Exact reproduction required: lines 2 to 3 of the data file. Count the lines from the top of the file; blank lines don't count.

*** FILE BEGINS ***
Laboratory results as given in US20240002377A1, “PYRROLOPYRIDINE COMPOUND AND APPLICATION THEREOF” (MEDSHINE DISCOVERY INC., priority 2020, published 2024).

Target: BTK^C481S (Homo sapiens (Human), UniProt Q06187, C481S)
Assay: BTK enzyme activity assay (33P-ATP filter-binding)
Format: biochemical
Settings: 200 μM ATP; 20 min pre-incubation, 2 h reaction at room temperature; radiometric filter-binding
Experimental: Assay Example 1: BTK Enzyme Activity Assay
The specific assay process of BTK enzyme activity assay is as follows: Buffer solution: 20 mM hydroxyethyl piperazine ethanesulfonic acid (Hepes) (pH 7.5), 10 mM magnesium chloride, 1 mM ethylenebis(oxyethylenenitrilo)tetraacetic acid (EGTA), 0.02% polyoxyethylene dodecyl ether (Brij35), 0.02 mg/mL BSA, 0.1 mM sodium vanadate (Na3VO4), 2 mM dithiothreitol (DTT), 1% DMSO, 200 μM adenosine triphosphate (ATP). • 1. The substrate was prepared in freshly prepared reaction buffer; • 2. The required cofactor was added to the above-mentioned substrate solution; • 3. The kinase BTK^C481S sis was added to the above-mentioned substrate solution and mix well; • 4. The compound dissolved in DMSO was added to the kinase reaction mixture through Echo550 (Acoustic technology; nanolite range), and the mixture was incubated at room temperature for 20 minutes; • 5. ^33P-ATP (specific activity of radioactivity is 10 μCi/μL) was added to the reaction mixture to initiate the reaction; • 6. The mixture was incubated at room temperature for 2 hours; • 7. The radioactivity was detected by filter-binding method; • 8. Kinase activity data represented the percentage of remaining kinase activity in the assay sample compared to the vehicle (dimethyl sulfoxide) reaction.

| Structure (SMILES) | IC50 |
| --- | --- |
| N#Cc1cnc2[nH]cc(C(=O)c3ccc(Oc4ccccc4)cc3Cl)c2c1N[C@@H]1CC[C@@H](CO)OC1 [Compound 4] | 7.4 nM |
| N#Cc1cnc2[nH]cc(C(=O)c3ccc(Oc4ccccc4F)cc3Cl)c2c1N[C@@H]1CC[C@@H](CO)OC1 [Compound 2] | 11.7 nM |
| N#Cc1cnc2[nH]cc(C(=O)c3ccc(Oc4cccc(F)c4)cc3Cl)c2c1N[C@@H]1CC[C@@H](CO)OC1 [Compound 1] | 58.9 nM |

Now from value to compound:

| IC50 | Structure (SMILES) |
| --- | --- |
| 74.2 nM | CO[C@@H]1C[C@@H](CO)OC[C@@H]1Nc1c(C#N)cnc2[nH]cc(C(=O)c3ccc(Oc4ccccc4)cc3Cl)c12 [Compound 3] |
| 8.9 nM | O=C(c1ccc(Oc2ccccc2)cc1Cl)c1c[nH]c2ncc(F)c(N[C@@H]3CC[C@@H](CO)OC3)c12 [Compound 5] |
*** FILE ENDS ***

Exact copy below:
Target: BTK^C481S (Homo sapiens (Human), UniProt Q06187, C481S)
Assay: BTK enzyme activity assay (33P-ATP filter-binding)